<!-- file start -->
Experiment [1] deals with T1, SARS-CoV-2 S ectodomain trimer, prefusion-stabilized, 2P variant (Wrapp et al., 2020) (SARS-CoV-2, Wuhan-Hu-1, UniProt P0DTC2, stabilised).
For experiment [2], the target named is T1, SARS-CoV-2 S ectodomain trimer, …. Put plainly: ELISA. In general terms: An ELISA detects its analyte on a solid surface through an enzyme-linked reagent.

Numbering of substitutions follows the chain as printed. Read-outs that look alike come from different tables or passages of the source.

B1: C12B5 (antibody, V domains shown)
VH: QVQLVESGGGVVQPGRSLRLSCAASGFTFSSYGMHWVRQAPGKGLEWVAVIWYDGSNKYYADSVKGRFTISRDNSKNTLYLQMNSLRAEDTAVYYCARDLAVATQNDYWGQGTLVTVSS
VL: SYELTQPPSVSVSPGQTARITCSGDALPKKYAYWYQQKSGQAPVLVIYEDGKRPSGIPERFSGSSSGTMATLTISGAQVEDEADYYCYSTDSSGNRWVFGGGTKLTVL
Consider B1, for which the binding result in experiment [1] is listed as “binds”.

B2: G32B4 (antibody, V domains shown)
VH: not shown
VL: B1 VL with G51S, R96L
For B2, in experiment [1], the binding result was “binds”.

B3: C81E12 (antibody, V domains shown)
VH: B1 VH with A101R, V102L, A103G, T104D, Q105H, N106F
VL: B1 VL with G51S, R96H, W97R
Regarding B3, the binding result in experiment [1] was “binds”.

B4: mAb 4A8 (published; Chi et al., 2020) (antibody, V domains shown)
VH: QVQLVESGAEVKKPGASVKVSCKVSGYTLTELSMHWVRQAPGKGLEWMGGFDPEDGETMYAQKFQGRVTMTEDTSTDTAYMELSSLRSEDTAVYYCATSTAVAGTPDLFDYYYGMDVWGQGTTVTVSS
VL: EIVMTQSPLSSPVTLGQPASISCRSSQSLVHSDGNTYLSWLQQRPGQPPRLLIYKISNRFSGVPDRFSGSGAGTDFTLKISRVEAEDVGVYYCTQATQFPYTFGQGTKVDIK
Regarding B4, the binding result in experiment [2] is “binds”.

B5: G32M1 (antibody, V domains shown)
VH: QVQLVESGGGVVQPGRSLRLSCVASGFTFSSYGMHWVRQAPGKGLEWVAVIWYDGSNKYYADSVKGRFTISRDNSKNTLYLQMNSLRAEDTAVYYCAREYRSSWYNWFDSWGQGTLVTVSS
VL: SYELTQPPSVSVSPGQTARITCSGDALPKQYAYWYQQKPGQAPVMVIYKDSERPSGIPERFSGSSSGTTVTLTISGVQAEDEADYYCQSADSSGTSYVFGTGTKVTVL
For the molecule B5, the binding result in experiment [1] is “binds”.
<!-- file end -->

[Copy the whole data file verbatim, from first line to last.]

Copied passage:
Experiment [1] deals with T1, SARS-CoV-2 S ectodomain trimer, prefusion-stabilized, 2P variant (Wrapp et al., 2020) (SARS-CoV-2, Wuhan-Hu-1, UniProt P0DTC2, stabilised).
For experiment [2], the target named is T1, SARS-CoV-2 S ectodomain trimer, …. Put plainly: ELISA. In general terms: An ELISA detects its analyte on a solid surface through an enzyme-linked reagent.

Numbering of substitutions follows the chain as printed. Read-outs that look alike come from different tables or passages of the source.

B1: C12B5 (antibody, V domains shown)
VH: QVQLVESGGGVVQPGRSLRLSCAASGFTFSSYGMHWVRQAPGKGLEWVAVIWYDGSNKYYADSVKGRFTISRDNSKNTLYLQMNSLRAEDTAVYYCARDLAVATQNDYWGQGTLVTVSS
VL: SYELTQPPSVSVSPGQTARITCSGDALPKKYAYWYQQKSGQAPVLVIYEDGKRPSGIPERFSGSSSGTMATLTISGAQVEDEADYYCYSTDSSGNRWVFGGGTKLTVL
Consider B1, for which the binding result in experiment [1] is listed as “binds”.

B2: G32B4 (antibody, V domains shown)
VH: not shown
VL: B1 VL with G51S, R96L
For B2, in experiment [1], the binding result was “binds”.

B3: C81E12 (antibody, V domains shown)
VH: B1 VH with A101R, V102L, A103G, T104D, Q105H, N106F
VL: B1 VL with G51S, R96H, W97R
Regarding B3, the binding result in experiment [1] was “binds”.

B4: mAb 4A8 (published; Chi et al., 2020) (antibody, V domains shown)
VH: QVQLVESGAEVKKPGASVKVSCKVSGYTLTELSMHWVRQAPGKGLEWMGGFDPEDGETMYAQKFQGRVTMTEDTSTDTAYMELSSLRSEDTAVYYCATSTAVAGTPDLFDYYYGMDVWGQGTTVTVSS
VL: EIVMTQSPLSSPVTLGQPASISCRSSQSLVHSDGNTYLSWLQQRPGQPPRLLIYKISNRFSGVPDRFSGSGAGTDFTLKISRVEAEDVGVYYCTQATQFPYTFGQGTKVDIK
Regarding B4, the binding result in experiment [2] is “binds”.

B5: G32M1 (antibody, V domains shown)
VH: QVQLVESGGGVVQPGRSLRLSCVASGFTFSSYGMHWVRQAPGKGLEWVAVIWYDGSNKYYADSVKGRFTISRDNSKNTLYLQMNSLRAEDTAVYYCAREYRSSWYNWFDSWGQGTLVTVSS
VL: SYELTQPPSVSVSPGQTARITCSGDALPKQYAYWYQQKPGQAPVMVIYKDSERPSGIPERFSGSSSGTTVTLTISGVQAEDEADYYCQSADSSGTSYVFGTGTKVTVL
For the molecule B5, the binding result in experiment [1] is “binds”.